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Fringe boss backs Royal Croquet Club

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Fringe director Greg Clarke has backed The Royal Croquet Club following an attack on the venue by Lord Mayor elect Martin Haese.

Clarke said the Victoria Square-based venue would have the same transformational impact on the surrounding area as the Garden of Unearthly Delights has on the East End, where restaurants, pubs and cafes are regularly jam-packed with Fringe patrons.

Haese, who is sworn in tomorrow, has raised deep concerns about the venue and its impact on “bricks and mortar” businesses in the area.

Clarke said he was confident Haese would change his mind once he was fully briefed on the venue’s 2015 plans.

“We’ve spent the whole year, the Fringe, working with the Adelaide City Council, to really ensure that it’s a Fringe venue with lots and lots of Fringe artists and that’s exactly what it’s going to be,” Clarke told radio FIVEaa breakfast today.

“So I kind of want to say to everyone just wait, wait and see what it’s going to be like because I can guarantee there is so much on there of live entertainment.

“Everyone’s thinking ‘oh it’s just going to be a bar again’. It really isn’t – I can assure you it is not. I have the facts.”

Clarke’s comments came after Haese repeated his pre-election concerns over the club, suggesting that it posed an unfair threat to surrounding businesses, and was just a “giant bar”.

Clarke responded to these concerns, saying next year’s Royal Croquet Club intended to expand both in space and in the number and scope of Fringe show offerings.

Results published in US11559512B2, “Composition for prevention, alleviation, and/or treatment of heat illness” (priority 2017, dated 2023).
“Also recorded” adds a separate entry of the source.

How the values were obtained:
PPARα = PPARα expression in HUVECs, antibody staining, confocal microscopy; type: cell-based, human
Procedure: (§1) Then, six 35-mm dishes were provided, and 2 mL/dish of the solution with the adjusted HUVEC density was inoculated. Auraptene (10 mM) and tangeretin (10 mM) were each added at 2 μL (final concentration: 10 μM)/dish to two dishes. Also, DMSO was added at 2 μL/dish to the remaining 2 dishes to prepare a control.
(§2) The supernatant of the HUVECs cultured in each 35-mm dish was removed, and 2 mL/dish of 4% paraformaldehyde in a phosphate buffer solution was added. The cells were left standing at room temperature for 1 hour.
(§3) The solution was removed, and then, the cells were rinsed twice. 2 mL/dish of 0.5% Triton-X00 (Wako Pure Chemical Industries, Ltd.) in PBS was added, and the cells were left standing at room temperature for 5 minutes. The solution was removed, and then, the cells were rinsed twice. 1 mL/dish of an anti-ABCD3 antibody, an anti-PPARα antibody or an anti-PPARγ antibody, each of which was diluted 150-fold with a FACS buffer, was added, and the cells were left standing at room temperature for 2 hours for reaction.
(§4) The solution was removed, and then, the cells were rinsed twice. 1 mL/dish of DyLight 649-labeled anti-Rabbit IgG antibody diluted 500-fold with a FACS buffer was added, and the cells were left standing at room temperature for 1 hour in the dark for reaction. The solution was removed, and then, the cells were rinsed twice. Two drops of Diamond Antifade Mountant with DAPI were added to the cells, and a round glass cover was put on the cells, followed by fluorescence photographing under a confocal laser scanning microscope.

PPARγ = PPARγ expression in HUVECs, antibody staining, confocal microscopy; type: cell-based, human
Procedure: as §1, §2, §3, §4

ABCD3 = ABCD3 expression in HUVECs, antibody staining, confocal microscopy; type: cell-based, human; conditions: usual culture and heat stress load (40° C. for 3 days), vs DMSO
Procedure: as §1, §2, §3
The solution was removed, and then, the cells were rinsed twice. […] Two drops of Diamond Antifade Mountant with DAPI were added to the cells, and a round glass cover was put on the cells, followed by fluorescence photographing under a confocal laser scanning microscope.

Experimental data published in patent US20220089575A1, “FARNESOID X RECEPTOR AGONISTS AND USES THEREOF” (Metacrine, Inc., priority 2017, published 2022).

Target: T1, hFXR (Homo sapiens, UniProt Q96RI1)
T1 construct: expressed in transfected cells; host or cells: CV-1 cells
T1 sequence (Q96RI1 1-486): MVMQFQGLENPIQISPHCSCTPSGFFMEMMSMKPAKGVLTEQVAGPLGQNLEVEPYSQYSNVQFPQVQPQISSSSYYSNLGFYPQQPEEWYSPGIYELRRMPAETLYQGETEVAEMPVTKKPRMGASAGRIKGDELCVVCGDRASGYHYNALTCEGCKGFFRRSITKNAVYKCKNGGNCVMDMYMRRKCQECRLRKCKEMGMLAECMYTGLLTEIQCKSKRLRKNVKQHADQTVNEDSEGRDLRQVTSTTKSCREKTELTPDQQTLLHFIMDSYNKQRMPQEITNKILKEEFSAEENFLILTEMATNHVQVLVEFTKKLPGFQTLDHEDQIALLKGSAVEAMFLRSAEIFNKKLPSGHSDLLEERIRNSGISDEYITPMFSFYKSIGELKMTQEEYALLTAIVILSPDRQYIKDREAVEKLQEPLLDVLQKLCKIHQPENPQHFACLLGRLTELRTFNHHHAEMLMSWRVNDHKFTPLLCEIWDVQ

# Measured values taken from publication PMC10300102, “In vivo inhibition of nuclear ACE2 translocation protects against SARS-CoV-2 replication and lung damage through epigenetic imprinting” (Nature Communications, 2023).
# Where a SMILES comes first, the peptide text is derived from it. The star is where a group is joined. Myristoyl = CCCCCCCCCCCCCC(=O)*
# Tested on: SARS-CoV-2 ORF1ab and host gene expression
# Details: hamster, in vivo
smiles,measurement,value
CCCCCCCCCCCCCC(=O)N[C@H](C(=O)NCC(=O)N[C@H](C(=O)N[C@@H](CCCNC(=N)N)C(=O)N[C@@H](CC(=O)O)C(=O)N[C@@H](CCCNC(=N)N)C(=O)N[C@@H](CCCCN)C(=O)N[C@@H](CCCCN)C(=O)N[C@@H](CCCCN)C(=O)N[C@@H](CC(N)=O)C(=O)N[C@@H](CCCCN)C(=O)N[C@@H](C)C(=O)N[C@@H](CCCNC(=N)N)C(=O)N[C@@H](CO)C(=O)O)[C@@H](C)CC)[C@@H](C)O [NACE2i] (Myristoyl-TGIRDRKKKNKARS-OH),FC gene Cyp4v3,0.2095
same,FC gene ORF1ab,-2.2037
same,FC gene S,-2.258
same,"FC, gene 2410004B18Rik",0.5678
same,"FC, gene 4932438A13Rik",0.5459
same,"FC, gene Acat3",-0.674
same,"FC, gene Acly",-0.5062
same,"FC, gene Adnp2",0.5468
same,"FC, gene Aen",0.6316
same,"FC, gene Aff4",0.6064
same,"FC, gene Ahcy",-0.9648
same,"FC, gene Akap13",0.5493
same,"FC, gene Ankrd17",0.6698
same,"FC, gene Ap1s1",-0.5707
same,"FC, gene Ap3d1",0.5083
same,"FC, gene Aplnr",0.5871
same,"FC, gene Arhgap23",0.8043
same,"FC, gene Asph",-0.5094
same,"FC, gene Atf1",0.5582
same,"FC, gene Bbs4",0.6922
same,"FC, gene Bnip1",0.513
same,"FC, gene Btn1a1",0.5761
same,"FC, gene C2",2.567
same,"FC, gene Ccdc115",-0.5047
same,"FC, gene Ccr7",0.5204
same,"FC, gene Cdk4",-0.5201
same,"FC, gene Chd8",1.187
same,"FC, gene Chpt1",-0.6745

“174,000 tickets are for sale to Fringe shows in the Royal Croquet Club,” Clarke said.

“That’s incredible, that’s getting up there very similar to The Garden (of Unearthly Delights).

“You’ve got a hundred artists, you’ve got 769 individual performance sessions – it’s triple what it was last year. I can’t say it enough that this is going to be a really exciting performance Fringe venue.”

Royal Croquet Club founder Stuart Duckworth told InDaily that the venue’s plans to expand for next year’s Fringe would see an increase in space – not capacity.

“The capacity this year was 5000 people,” he said. “The capacity of the application for next year is 5000 people. The reason we need more space is because there is a lot of feedback given by interested third parties, and also council, to increase the Fringe offering.

“To be able to appease this notion that we are a pop-up bar or just a bar in activation, in order to do that, to have all these performers, we need more space.”

Duckworth also responded to suggestions that the club was just a bar, and not a community event.

“To claim that we’re just a big bar would be also encompassing all the machinations of the Fringe, such as Lola’s Pergola and Barrio in that statement,” Duckworth said.

“We’re much much more than just a bar – it’s a community hub.”

InDaily understands Haese wants to meet with Duckworth to discuss the space, and to find a balance between the temporary club and surrounding businesses.

Haese has repeatedly refused requests by InDaily for an interview since we published Duckworth’s concerns about the future of his venue last Wednesday.

Clarke said today Haese would be “singing a different tune” once he was briefed on the Royal Croquet Club.

“Look what happened in the East End with the Garden – all those businesses and restaurants in Rundle Street they make a packet during Fringe,” he said.

“That’s exactly what’s going to happen around Gouger Street, Grote Street.

“Everyone’s going to want to go out for dinner and then go into the Croquet Club and see a Fringe show.

“It’s the same format that’s worked in the East End and it can work in Victoria Square.”

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